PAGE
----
A pivotal study conducted at the University of Manitoba in Winnipeg, Canada, validated the product’s ability to diminish low-density lipoprotein cholesterol level by 12% and triglyceride level by 14% within 28 days of daily use.5 Additionally, findings from a study published in Nutrients demonstrated that Cardiosmile decreased waist circumference in patients with metabolic syndrome, probably by beneficially regulating fatty acid and cholesterol metabolism.6

In a study published in Heart Lung and Circulation, researchers indicated that findings from some observational studies and randomized controlled trials (RCTs) have reported a correlation between calcium supplementation and augmented risk of CVD; however, the results have been inconsistent. As a result, researchers conducted a metaanalysis to ascertain the variances in associated risks of calcium supplementation with CVD and stroke documented in RCTs.7 Results revealed that the use of calcium supplementation was not associated with myocardial infarction, total stroke, heart failure admission, and CV/allcause mortality.7 The authors also indicated that additional studies are warranted to investigate any associations.7


Before recommending any supplements, pharmacists should always screen for potential drug or supplement interactions and contraindications. Individuals treated for chronic medical conditions and those taking other medications should be encouraged to consult their primary health care provider to ascertain the appropriateness of supplements and obtain their recommendations.

Although many patients elect to use nutritional supplements to meet their nutritional needs, patients must understand that the best tools to reduce modifiable CVD risk factors include adhering to a healthy diet that is low in fat, sugar, and refined carbohydrates; lifestyle measures such as exercising at least 30 minutes daily or 150 minutes weekly; smoking cessation and limited alcohol use; getting adequate sleep each night; managing stress; taking medications when needed; and monitoring blood pressure and cholesterol levels. Taking a proactive approach to CV health can be instrumental in lowering some risk factors for CVD.

Through effective patient education strategies, pharmacists can empower patients with knowledge about the significance of CV health to improve overall outcomes and health-related quality of life. Patients should be encouraged to discuss their individual CV risks with their primary health care provider and to devise a management plan tailored to their individual needs and risks.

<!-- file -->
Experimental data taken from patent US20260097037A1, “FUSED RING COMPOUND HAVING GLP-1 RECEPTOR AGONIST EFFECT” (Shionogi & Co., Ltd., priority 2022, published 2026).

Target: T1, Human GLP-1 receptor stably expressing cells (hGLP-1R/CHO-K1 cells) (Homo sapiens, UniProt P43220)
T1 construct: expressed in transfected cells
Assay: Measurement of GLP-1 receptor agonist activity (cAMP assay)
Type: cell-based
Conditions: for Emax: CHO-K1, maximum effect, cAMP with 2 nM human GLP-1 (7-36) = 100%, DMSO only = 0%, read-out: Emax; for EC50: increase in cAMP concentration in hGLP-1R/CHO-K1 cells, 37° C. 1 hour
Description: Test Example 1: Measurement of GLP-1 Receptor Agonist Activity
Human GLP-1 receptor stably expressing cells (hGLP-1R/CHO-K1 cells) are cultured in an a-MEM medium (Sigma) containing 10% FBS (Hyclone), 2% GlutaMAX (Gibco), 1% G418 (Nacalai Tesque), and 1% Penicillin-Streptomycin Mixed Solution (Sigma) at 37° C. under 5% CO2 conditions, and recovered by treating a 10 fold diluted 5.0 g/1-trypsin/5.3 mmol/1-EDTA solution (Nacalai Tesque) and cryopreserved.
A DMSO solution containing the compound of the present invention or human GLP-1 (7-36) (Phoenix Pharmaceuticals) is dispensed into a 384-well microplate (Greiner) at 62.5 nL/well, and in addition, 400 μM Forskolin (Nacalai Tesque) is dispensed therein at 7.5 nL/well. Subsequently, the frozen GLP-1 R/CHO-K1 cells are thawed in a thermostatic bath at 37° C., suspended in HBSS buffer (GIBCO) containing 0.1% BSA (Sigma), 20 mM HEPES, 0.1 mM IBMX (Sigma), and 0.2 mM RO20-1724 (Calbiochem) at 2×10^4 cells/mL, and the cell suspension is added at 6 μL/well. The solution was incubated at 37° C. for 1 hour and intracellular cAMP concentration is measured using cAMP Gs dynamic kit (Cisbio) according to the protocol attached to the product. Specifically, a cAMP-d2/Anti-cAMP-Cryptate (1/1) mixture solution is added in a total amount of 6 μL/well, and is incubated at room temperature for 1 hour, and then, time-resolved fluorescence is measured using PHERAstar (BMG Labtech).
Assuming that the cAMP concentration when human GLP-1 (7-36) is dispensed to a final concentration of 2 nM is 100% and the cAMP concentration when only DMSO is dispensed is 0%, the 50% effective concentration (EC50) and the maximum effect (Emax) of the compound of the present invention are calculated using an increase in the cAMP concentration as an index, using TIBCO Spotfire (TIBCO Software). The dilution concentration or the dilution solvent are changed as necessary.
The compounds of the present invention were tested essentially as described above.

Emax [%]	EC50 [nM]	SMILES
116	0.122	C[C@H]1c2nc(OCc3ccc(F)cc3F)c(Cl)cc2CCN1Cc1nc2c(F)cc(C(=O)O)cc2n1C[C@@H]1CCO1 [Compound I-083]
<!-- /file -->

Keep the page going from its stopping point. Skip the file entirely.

About the Author

Yvette C. Terrie, BSPHARM, RPH, is a clinical pharmacist and medical writer based in northern Virginia.


  1. Raisi-Estabragh Z, Kobo O, Mieres JH, et al. Racial disparities in obesityrelated cardiovascular mortality in the United States: temporal trends from 1999 to 2020. J Am Heart Assoc. 2023;12(18):e028409. doi:10.1161/JAHA.122.028409
  2. Sunkara A, Raizner A. Supplemental vitamins and minerals for cardiovascular disease prevention and treatment. Methodist Debakey Cardiovasc J. 2019;15(3):179-184. doi:10.14797/mdcj-15-3-179
  3. Thompson B, Waterhouse M, English DR, et al. Vitamin D supplementation and major cardiovascular events: D-Health randomised controlled trial. BMJ. 2023;381:e075230. doi:10.1136/bmj-2023-075230
  4. Zhang X, Ritonja JA, Zhou N, Chen BE, Li X. Omega-3 polyunsaturated fatty acids intake and blood pressure: a dose-response meta-analysis of randomized controlled trials. J Am Heart Assoc. 2022;11(11):e025071.doi:10.1161/JAHA.121.025071
  5. Nutrartis launches plant sterol to manage cholesterol and heart health. Nutraceutical Business Review. September 14, 2023. Accessed November 7, 2023.
  6. Palmeiro-Silva YK, Aravena RI, Ossio L, Fluxa JP. Effects of daily consumption of an aqueous dispersion of free-phytosterols nanoparticles on individuals with metabolic syndrome: a randomised, double-blind, placebo-controlled clinical trial. Nutrients. 2020;12(8):2392. doi:10.3390/nu12082392
  7. Sim MG, Teo YN, Teo YH, et al. Association between calcium supplementation and the risk of cardiovascular disease and stroke: a systematic review and meta-analysis. Heart Lung Circ. 2023;S1443-9506(23)04281-6. doi:10.1016/j.hlc.2023.07.008